Researchers at the University of Minnesota Medical School are looking at ways to kill 'zombie cells,' or cells that remain alive after they otherwise should've died. These cells promote aging and can lead to the beginning of conditions like osteoporosis and Alzheimer’s disease.

The technical term for Zombie cells is senescent cells. They begin as normal cells in the body, but their DNA becomes damaged at some point. Typically, the cell chooses to die to avoid spreading. However, senescent cells skip this stage and enter a state of suspended animation.

The issue with senescent cells is they release chemicals that can harm nearby normal cells.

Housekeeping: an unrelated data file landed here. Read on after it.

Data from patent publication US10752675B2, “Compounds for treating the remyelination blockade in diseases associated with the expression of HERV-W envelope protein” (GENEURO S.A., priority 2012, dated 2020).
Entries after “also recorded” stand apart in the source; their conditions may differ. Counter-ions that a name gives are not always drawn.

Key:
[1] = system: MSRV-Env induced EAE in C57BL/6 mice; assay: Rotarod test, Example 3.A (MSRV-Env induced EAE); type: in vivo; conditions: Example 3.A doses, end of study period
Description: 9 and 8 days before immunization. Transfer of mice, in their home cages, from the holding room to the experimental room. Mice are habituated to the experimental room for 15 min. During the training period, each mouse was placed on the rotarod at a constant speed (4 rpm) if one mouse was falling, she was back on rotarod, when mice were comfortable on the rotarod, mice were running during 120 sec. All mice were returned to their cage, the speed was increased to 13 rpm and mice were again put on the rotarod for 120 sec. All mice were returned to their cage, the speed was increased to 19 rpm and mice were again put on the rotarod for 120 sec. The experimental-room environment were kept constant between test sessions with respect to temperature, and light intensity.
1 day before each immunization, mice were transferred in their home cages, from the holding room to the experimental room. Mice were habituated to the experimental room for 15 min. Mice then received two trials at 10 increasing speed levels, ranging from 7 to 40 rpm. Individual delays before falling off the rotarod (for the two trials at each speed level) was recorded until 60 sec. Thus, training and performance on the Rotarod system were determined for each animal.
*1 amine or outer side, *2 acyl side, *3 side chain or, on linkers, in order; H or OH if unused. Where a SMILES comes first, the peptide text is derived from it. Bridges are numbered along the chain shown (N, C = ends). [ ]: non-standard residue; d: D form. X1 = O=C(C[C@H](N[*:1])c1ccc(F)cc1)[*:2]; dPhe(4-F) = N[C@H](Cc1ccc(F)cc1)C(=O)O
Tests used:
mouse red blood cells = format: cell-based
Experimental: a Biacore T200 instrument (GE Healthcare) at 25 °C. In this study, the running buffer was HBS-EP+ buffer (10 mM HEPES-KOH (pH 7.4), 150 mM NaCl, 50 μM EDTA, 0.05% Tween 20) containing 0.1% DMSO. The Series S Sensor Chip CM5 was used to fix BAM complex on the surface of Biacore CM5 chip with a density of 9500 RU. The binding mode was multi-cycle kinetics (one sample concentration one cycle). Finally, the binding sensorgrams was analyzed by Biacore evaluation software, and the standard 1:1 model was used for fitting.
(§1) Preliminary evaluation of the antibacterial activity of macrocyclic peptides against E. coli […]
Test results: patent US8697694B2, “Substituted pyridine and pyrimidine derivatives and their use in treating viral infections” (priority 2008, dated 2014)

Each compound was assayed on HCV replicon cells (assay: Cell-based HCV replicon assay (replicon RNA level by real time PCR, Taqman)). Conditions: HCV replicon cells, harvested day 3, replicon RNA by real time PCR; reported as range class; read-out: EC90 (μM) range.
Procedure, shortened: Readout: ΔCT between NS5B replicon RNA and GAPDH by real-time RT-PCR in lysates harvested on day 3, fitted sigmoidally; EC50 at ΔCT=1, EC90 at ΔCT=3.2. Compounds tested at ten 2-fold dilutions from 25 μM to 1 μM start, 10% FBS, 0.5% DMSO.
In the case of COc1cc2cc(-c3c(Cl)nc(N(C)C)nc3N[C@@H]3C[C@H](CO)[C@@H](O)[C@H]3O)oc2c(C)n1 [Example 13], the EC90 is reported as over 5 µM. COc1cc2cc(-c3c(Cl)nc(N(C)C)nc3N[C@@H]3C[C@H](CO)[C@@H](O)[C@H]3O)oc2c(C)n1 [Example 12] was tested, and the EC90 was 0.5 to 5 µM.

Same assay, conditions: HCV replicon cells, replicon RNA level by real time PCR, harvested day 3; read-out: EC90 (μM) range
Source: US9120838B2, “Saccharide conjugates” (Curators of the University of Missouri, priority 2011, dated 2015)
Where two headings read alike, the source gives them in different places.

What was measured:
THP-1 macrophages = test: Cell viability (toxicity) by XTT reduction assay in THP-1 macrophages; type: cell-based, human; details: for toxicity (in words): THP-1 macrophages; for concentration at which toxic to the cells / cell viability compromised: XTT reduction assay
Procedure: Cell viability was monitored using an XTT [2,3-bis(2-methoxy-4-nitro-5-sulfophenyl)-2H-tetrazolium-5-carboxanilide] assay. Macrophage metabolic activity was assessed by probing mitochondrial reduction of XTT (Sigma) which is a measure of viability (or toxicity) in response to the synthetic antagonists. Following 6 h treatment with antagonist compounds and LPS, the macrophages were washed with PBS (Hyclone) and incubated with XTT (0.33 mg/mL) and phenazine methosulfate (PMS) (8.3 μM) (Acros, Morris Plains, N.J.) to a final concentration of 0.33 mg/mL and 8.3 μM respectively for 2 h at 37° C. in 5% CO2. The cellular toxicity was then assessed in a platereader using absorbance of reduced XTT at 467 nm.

However, researchers with the Medical Discovery Team on the Biology of Aging are working on developing senolytics, drugs that eliminate senescent cells.

Senolytics have been shown to improve many conditions, such as cataracts, diabetes, osteoporosis, Alzheimer’s disease, kidney problems, and other age-related conditions.

The aim of senolytics is not to prevent stressed cells from turning into senescent cells, but rather to trigger death of cells that have already transformed, or to limit the harm they do Dr. Laura Niedernhofer, director of the Institute on the Biology of Aging and Metabolism, told AP News.